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Critical Error 47

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“We did a report on the West Coast Trail in school a couple years ago.  It was carved out of the rainforest, somewhere in the 1900’s, designed as a life-saving route for shipwrecked mariners, right?”

“Yes, that’s right.”

“You into hiking, Eilea?” Paul asked curiously.

“Yes, although I’d have to work up to that one.  It is a 77 kilometer hike accessible via log bridges, ladders, and cable cars.  It is exceedingly popular although it’s by no means amateur.  A colleague named Mason goes regularly told me it’s not unusual to find expensive cameras, hiking gear, tents and clothes dropped by hikers unprepared for the ruggedness of the terrain.”

“Wow, that sounds harsh, mom.  I’ll stick to the Cape Scott Trail, it’s hiking experience enough for me for now anyway.”

“I hope I have the opportunity of experiencing hiking up your way.  Perhaps I can rely on you to show me around, Andrew.  I would appreciate an accomplished guide.”

“Sure.  Just give me plenty of warning so I can get ready.”

“It’s a deal.”

“Long Beach has been a favourite spot from the moment I set eyes on it, so I can’t wait to walk the beach, sit in front of a roaring fire and visit the art gallery in Uclulet.”

“I’m looking forward to the hot springs.  I know they do whale watching cruises, but we’ve already been to Telegraph Cove and it was pretty spectacular.  We listened to whale song when they dropped a mike overboard and whales circled our boat,” Andrew remarked.

“Brandon mentioned trying his hand at hang-gliding suggesting he’d like to take Christina along if she’s interested.”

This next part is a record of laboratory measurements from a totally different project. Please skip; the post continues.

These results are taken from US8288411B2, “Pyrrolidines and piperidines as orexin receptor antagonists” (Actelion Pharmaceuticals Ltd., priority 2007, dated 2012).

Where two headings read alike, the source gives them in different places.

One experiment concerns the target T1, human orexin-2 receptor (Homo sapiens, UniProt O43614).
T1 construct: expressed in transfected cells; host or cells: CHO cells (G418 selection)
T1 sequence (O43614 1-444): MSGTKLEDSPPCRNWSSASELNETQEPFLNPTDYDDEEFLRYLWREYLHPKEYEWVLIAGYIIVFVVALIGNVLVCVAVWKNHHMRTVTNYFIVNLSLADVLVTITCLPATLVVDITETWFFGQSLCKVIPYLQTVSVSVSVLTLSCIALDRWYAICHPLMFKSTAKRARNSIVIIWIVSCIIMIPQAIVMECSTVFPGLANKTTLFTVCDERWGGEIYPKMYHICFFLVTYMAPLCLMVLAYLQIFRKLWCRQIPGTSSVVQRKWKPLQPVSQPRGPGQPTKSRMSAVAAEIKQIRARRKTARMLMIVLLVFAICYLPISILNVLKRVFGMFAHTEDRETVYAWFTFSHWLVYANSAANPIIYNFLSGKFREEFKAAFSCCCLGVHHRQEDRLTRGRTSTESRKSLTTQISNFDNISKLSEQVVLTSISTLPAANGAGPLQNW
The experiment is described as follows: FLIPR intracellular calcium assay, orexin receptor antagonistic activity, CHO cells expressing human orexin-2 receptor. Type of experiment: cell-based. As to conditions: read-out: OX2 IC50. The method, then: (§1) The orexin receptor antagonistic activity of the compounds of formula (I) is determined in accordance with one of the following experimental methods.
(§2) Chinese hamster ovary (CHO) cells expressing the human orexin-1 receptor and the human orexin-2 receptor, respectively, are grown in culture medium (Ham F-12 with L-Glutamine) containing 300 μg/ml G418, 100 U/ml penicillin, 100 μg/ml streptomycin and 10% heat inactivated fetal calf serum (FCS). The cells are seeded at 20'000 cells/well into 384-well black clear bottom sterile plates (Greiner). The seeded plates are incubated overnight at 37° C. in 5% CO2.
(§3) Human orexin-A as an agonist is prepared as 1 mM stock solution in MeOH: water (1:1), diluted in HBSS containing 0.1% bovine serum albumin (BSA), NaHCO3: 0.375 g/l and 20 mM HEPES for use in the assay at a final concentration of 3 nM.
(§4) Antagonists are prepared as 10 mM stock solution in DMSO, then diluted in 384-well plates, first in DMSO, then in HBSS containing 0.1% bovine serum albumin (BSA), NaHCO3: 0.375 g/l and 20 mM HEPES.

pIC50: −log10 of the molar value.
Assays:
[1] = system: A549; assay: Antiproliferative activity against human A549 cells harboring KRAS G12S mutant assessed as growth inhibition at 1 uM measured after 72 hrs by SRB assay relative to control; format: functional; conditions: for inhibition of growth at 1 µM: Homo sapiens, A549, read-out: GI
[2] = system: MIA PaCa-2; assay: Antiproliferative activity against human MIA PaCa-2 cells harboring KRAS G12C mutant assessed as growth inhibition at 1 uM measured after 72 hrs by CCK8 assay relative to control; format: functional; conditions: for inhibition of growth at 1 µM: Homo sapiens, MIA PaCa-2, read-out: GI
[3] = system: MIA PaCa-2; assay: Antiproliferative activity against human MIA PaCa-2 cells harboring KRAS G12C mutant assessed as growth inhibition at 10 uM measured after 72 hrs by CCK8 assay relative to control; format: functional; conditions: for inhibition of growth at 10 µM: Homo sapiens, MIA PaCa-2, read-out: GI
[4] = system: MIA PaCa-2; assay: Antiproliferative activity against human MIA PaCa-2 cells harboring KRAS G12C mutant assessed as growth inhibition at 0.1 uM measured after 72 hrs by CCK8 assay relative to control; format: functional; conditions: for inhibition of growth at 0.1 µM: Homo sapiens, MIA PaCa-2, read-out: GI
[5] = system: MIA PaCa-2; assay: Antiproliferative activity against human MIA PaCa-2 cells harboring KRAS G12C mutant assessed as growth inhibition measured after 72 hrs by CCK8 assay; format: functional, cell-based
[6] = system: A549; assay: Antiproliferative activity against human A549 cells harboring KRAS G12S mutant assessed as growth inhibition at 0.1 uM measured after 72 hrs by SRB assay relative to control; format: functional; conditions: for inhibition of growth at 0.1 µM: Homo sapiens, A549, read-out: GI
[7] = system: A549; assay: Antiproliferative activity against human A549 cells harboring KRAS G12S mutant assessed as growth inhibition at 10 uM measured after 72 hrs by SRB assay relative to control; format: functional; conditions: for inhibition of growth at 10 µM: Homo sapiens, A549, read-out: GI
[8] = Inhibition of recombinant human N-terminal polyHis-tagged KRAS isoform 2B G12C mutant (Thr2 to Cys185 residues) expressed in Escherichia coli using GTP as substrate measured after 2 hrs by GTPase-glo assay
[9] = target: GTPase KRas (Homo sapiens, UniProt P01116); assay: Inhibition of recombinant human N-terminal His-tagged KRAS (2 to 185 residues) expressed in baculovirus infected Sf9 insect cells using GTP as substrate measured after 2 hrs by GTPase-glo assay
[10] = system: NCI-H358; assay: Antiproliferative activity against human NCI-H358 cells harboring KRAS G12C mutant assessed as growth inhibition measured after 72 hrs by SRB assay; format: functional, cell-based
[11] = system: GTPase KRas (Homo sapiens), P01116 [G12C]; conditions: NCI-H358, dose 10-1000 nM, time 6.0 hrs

“That sounds cool,” Andrew was excited, “I wouldn’t mind trying it too.  What do you think, mom?”

“We’ll see.”

Turning to Paul he asked, “Do you mind if I play some music?”

“Go ahead,” Paul answered.

“Don’t worry, I  like a mixture of music, you won’t get stuck with just rap.  I bought the CD to Batman thinking it was going to be cool, but it was pretty lame.  Mom and I sat and laughed when we heard it.  It was kind of disappointing.”

Paul’s attention was suddenly riveted on the rear-view mirror.  “Jesus.”

“What is it?”  Eilea asked alarmed.

“That ass back there nearly ran the kids off the road.”

“What?  Stop the truck, stop the truck!” she beseeched.

Paul waited until it was safe, then slowed the truck, turned around on a dime and went in pursuit, stopping long enough to let Eilea and Andrew out when he drew abreast of the van then sped after the other vehicle.

With a tremble in her voice, Eilea asked, “Is everyone ok?  What happened?”

“This dude came racing up behind us and started bumping the van.  I slowed down as soon as he tagged us, but he just kept it up, nudging us again and again.  I tried pulling off the road but when I did, he hit us again and the van started swerving.  I managed to keep it under control and as soon as he saw Paul slow down, he slammed on the breaks and took off.”

“Did you see what he looked like?”

“No.  He was wearing a red cap, pulled real low and it hid most of his face and he kept his head down.”

“What about the rest of you, did you notice anything about him or the vehicle?”

“I tried to get the license plate number, but it was so muddy I couldn’t read it!”  Theresa offered.

“What kind of vehicle was it, what color?”

“It was an old red GMC truck.”

“When Paul gets backs, he might be able to tell us more.”

“You’re all ok?”

“Thank god for seat belts, “Cliff noted, “otherwise we’d have been thrown all over the place.”

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4 Comments

  1. AprilEsutton says:

    That kicks it up a notch. Scary, to think a nut like that would go after the kids.

    Like

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